Voigtlander 90 on a hike


LawrenceKH

Link Posted 31/12/2015 - 02:16
The K5iis doesn't have a manual-lens setting for the Voigtlander 90 I discovered when I got out there. The settings available went from 85 to 100. So what should I use, 85 or 100? I chose to use 85 for most of the hike but shot a few at 100. Back at home in Lightroom it seems the 85 was the better choice. But I do wonder how important the manual lens setting is.

I had the K5iis set for MF at home but by the time I took it out of my bag, the lever had moved to "C." Since there is a manual focus override, I assume I was still okay, but I didn't discover the setting malfunction until after I had been shooting for a while; so now I had two reasons for fearing my shots for the day weren't going to turn out well.

A third reason was the OVF. The day was bright and I wasn't seeing the info in the OVF clearly. I went by the beep of flashing red focus setting most of the time. I got away with that with the Samyang lenses (35mm & 85mm) but may not have with the Voigtlander. There were more out-of-focus shots when I was editing in Lightroom than I expected. So the next time I take this lens out I should not take a shot until I see the solid focus dot (if I can see it).

Ken Rockwell has a review of this lens at http://www.kenrockwell.com/voigtlander/90mm-f35.htm Notice that he writes, "The Voigtländer 90mm f/3.5 SL-II is a high performance tele and macro lens that comes in versions forNikon, Canon EOS and Pentax mounts. The Pentax mount has been discontinued from lack of interest." I wonder if this "lack of interest" is evidenced by Pentax not providing a 90mm manual lens setting.

I read "As you may have guessed the Voigtlander 90mm f/3.5 is a full-format lens . . ." on another review: http://www.photozone.de/Reviews/266-voigtlander-sl-90mm-f35-apo-lanthar-nikon-re... -- Perhaps this will weigh on the side of my getting a K1 later on. How heavy that weight will be will depend on better results next time out.

I did like the results I got from "close focusing," (Voigtlander's term for "macro") of a tree stump: https://lawrencehelm.smugmug.com/RiverPhotography/Dec-2015/i-vJhzkBJ/A and some cactus: https://lawrencehelm.smugmug.com/RiverPhotography/Dec-2015/i-wWrT6V4/A

This lens exasperated Ken Rockwell. His emphasis was Nikon (as was the other review above) but the same sort of exasperation probably exists in Pentax. As for me, although I was exasperated today, I like its size as a lens to have in a bag with other primes on a hike. As to the other problems, I hope they are just mine and not the lens's.

Lawrence

johnriley

Link Posted 31/12/2015 - 09:16
There's no 90mm option because Pentax have never made a 90mm lens. I would set to 85mm, which is close enough. It does matter as it guides the SR system into knowing how much camera shake compensation might be needed. This will vary with different focal lengths.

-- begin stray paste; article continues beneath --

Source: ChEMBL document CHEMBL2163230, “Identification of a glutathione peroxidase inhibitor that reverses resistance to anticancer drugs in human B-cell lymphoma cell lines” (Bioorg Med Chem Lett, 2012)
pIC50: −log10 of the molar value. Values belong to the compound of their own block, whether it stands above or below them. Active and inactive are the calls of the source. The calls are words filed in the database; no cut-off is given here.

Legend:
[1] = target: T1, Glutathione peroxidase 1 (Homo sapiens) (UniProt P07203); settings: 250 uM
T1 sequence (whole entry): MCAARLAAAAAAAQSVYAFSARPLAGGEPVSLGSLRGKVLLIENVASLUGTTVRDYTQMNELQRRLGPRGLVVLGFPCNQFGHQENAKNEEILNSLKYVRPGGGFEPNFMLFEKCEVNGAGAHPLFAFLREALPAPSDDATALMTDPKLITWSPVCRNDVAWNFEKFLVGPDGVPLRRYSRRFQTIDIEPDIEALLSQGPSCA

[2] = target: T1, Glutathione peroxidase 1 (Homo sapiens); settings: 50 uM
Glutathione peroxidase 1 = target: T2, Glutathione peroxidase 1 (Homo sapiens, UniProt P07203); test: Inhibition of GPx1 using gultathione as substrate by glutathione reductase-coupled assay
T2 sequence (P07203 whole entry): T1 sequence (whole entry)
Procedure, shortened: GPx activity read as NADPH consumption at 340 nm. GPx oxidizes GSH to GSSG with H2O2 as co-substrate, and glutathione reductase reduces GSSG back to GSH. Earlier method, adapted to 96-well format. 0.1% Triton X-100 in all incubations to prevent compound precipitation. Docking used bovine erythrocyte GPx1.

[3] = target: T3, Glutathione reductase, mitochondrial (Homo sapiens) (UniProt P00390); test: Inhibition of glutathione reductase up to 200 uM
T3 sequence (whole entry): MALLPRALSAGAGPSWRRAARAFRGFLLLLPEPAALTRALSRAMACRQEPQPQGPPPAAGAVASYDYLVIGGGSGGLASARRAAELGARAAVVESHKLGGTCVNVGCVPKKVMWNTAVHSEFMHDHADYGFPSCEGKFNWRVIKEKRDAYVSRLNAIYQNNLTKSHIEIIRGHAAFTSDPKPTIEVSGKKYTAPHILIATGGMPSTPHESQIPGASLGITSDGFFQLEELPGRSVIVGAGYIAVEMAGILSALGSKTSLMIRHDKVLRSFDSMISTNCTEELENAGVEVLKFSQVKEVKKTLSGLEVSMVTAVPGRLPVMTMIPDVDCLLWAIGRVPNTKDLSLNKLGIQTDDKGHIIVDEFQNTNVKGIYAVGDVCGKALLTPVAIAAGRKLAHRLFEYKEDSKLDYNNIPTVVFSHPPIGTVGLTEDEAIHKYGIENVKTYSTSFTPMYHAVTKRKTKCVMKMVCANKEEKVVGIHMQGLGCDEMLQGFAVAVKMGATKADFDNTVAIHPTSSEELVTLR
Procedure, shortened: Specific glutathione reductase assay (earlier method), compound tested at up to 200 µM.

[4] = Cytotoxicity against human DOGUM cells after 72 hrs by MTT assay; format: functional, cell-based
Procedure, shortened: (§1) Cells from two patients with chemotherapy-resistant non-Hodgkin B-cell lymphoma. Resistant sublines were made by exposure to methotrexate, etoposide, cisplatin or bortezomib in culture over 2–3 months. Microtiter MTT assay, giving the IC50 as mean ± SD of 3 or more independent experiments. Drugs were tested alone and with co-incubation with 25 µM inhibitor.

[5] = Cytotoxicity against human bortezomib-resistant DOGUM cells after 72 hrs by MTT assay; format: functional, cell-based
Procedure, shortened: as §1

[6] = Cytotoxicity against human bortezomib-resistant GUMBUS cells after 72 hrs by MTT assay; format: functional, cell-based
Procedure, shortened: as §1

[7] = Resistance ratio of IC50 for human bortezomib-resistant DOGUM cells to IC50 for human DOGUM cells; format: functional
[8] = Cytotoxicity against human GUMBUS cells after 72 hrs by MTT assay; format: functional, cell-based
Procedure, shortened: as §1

I'm not sure Ken Rockwell is the best place to go for Pentax advice.

Optical viewfinders like the Pentax pentaprism finders are ideal in very bright conditions, so I'm guessing that you're not pressing your eye right up to the viewfinder but are letting in extraneous light. Don't forget to set the dioptre correction for your eyesight. Point the camera at a blank wall or sky and adjust until the etched lines in the viewfinder are sharpest. This is best done with an unfocused, blank image, so you can see the lines clearly.
Best regards, John

LawrenceKH

Link Posted 31/12/2015 - 14:50
johnriley wrote:
There's no 90mm option because Pentax have never made a 90mm lens. I would set to 85mm, which is close enough. It does matter as it guides the SR system into knowing how much camera shake compensation might be needed. This will vary with different focal lengths.

I'm not sure Ken Rockwell is the best place to go for Pentax advice.

Optical viewfinders like the Pentax pentaprism finders are ideal in very bright conditions, so I'm guessing that you're not pressing your eye right up to the viewfinder but are letting in extraneous light. Don't forget to set the dioptre correction for your eyesight. Point the camera at a blank wall or sky and adjust until the etched lines in the viewfinder are sharpest. This is best done with an unfocused, blank image, so you can see the lines clearly.

Well, I tend to switch eyes depending on the extraneous light -- plus I was using sun glasses at the time. I manage well enough with other lenses -- eventually. I had trouble initially with the Samyang lenses initially but finally adjusted to them.
Lawrence

robbiec

Link Posted 01/01/2016 - 03:44
Had one of the Voigtlander 90s for a while a couple of years back, I would not rely on the focus beep, you're better off dialling in via the OVF or Liveview. Still @f/3.5 it is not the most difficult to focus with
If I did have an issue with it was to do with how intermittant the metering was using the Green button approach, it really jumped all over the place, I think in the end I used to take test shots and dial in the exposure to suit. So tricky to use but when the stars aligned it will produce a wonderful image.
My Gallery
Add a Comment
You must be registered or logged-in to comment.